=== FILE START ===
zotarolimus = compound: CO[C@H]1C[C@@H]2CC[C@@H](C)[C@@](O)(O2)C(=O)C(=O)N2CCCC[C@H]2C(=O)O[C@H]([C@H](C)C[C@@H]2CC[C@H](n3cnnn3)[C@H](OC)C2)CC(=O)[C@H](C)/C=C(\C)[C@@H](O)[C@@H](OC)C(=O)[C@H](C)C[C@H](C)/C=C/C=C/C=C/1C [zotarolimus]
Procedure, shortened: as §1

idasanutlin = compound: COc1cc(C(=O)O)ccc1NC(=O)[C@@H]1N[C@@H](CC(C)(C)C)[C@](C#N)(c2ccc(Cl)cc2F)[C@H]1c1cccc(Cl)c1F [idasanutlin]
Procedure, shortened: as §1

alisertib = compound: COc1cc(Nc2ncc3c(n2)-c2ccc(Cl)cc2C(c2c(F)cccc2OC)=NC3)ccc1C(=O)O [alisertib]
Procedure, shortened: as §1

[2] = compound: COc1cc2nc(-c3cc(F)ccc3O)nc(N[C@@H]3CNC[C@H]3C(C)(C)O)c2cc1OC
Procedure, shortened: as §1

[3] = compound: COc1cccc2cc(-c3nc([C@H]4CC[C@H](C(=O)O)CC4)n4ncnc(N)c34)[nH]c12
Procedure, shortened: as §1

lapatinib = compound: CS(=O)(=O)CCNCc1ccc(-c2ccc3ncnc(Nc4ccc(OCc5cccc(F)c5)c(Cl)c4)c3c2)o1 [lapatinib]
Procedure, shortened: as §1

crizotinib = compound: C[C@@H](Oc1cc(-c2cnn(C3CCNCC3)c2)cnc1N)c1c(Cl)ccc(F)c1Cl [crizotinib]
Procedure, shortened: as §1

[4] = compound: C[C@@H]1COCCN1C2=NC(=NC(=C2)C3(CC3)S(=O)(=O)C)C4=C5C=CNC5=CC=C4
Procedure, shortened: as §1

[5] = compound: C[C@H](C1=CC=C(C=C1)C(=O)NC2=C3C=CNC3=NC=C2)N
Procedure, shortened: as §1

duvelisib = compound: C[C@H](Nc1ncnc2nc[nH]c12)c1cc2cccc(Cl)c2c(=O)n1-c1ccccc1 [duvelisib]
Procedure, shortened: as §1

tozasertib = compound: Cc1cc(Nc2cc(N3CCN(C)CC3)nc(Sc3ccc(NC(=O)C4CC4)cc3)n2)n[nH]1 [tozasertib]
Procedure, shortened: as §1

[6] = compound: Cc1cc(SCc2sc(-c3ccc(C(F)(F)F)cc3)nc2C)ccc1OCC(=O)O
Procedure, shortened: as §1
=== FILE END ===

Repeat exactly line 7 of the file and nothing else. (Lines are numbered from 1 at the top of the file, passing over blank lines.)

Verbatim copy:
[2] = compound: COc1cc2nc(-c3cc(F)ccc3O)nc(N[C@@H]3CNC[C@H]3C(C)(C)O)c2cc1OC